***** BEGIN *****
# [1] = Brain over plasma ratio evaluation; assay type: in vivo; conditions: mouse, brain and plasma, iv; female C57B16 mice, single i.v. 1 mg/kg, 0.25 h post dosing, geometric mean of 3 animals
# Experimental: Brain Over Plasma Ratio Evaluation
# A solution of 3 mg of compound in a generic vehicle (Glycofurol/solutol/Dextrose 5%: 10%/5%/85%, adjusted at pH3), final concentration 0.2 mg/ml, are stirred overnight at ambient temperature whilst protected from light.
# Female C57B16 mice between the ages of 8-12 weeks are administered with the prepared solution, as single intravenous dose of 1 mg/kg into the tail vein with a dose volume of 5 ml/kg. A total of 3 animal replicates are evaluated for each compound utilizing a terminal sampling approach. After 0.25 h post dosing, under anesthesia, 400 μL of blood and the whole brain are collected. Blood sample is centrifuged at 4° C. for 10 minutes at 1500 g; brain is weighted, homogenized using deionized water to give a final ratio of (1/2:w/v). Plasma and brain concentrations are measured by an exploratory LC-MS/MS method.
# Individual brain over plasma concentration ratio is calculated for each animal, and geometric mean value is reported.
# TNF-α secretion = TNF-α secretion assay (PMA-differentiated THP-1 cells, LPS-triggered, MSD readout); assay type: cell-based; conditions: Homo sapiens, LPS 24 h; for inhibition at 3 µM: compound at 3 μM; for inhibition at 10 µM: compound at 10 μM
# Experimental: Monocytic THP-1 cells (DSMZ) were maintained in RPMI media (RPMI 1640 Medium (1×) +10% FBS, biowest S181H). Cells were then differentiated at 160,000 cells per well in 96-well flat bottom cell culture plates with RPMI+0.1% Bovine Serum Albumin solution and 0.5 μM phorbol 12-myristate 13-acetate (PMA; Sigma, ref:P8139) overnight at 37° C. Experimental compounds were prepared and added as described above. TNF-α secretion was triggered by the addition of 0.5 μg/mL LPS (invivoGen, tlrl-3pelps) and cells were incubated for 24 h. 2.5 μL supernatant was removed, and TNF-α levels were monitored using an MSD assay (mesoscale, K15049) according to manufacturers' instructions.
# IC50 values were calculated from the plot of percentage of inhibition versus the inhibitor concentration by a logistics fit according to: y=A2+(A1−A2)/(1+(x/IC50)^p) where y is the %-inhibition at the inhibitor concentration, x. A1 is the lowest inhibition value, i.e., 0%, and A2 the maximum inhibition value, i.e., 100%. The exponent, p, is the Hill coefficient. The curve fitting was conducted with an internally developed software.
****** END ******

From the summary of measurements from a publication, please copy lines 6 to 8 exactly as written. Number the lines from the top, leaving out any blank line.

# TNF-α secretion = TNF-α secretion assay (PMA-differentiated THP-1 cells, LPS-triggered, MSD readout); assay type: cell-based; conditions: Homo sapiens, LPS 24 h; for inhibition at 3 µM: compound at 3 μM; for inhibition at 10 µM: compound at 10 μM
# Experimental: Monocytic THP-1 cells (DSMZ) were maintained in RPMI media (RPMI 1640 Medium (1×) +10% FBS, biowest S181H). Cells were then differentiated at 160,000 cells per well in 96-well flat bottom cell culture plates with RPMI+0.1% Bovine Serum Albumin solution and 0.5 μM phorbol 12-myristate 13-acetate (PMA; Sigma, ref:P8139) overnight at 37° C. Experimental compounds were prepared and added as described above. TNF-α secretion was triggered by the addition of 0.5 μg/mL LPS (invivoGen, tlrl-3pelps) and cells were incubated for 24 h. 2.5 μL supernatant was removed, and TNF-α levels were monitored using an MSD assay (mesoscale, K15049) according to manufacturers' instructions.
# IC50 values were calculated from the plot of percentage of inhibition versus the inhibitor concentration by a logistics fit according to: y=A2+(A1−A2)/(1+(x/IC50)^p) where y is the %-inhibition at the inhibitor concentration, x. A1 is the lowest inhibition value, i.e., 0%, and A2 the maximum inhibition value, i.e., 100%. The exponent, p, is the Hill coefficient. The curve fitting was conducted with an internally developed software.